Apple does not permit apps to use alternate payment methods and forces them to pay high commissions: Match Group
Apple is leveraging its dominant position in the iOS App Store market to promote the exclusive use of its own payment solution, the CCI filing said
The CCI has clubbed the Match case with other antitrust probes currently underway against the tech giant: Report
Fresh trouble appears to be brewing for Apple as online dating giant Match Group, which owns and operates brands like Tinder and OkCupid, has reportedly filed an antitrust lawsuit against the tech giant in India.
In a filing with the Competition Commission of India (CCI), Match accused Apple of ‘monopolistic conduct’ and forcing developers to pay high commissions for in-app purchases, news agency Reuters reported.
Match argued that Apple does not permit apps listed on its app marketplace to use alternate payment methods and forces them to pay high commissions.
In the Indian context, Match said that local users prefer UPI as a payment option, hinting that the payment method is not allowed to be deployed on iOS apps.
“Apple is therefore leveraging its dominant position in the iOS App Store market, to promote the exclusive use of its own payment solution,” Match’s head of global government relations Mark Buse was quoted as saying in the filing.
Match also took potshots at Apple for its ‘arbitrary’ approach, saying it adopts a different approach for other players. Pointing out Uber and Ola, it complained to the CCI that Apple considers ride-hailing apps in the country as providers of ‘physical goods/services’ and enables alternate payment solutions for them, even though they perform a ‘similar matchmaking function’ like a dating app.
“Both dating and ridesharing apps share the same fundamental purpose i.e. matching two people online to meet in the real world…Apple has arbitrarily declared that the two are different,” added Match.
The development comes at a time when the Cupertino-based tech giant is under renewed scrutiny in India over a slew of antitrust cases. Apple has been under fire over the 15-30% commission rate that it charges from app developers. Many developers have slammed the high commission.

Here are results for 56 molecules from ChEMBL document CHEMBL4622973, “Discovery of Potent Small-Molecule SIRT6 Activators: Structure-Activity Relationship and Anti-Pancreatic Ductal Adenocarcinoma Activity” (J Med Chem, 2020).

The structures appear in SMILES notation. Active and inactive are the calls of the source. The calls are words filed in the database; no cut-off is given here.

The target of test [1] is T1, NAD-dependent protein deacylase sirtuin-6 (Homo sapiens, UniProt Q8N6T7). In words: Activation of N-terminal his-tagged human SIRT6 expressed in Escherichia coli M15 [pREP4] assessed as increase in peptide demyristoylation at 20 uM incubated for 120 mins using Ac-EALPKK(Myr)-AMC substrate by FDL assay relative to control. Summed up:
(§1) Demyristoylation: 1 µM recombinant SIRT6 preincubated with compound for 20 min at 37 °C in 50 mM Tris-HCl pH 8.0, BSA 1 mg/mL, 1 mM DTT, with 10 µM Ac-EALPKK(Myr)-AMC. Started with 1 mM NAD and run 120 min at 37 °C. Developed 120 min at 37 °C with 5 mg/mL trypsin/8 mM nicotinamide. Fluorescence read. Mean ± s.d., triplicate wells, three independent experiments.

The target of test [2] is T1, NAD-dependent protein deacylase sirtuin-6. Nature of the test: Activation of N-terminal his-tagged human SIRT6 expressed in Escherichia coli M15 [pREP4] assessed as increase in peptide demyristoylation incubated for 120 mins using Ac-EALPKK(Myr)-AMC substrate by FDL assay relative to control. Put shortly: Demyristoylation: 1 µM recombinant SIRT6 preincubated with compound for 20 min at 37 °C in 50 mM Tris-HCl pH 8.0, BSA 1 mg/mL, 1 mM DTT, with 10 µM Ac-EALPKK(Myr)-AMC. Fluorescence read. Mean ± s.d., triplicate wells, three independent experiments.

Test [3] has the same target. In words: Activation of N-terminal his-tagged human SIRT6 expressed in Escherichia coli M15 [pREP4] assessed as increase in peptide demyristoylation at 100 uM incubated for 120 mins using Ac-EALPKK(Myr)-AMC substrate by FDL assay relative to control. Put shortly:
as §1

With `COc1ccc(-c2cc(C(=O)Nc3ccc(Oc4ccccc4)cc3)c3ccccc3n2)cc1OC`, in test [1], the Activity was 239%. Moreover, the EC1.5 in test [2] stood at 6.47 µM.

In September last year, a Jaipur-based non-profit organisation ‘Together We Fight Society’ also filed a case against Apple for allegedly ‘hurting competition’ and acting as a ‘barrier to market entry’ on its App Store.
The CCI later took up the case and is probing the mandatory in-app purchase system instituted by the tech giant, which the critics claim acts as a barrier to market entry.
Apple has denied the allegations citing its ‘insignificant’ market share in the total smartphone sales.
Quoting sources, the Reuters report said that the competition watchdog has clubbed the Match case with other probes currently underway against the smartphone manufacturer in the country.
Despite being party to a host of litigants across the globe, Apple has refused to mend its ways. In March this year, authorities in the Netherlands imposed a fine of $5.5 Mn on Apple for non-compliance with norms related to alternative payment systems for dating apps. It was the ninth fine imposed on the tech giant in the country.
According to Statista, the Indian app market is expected to gross $2.3 Bn in revenue by 2026, growing at a CAGR of 9.22%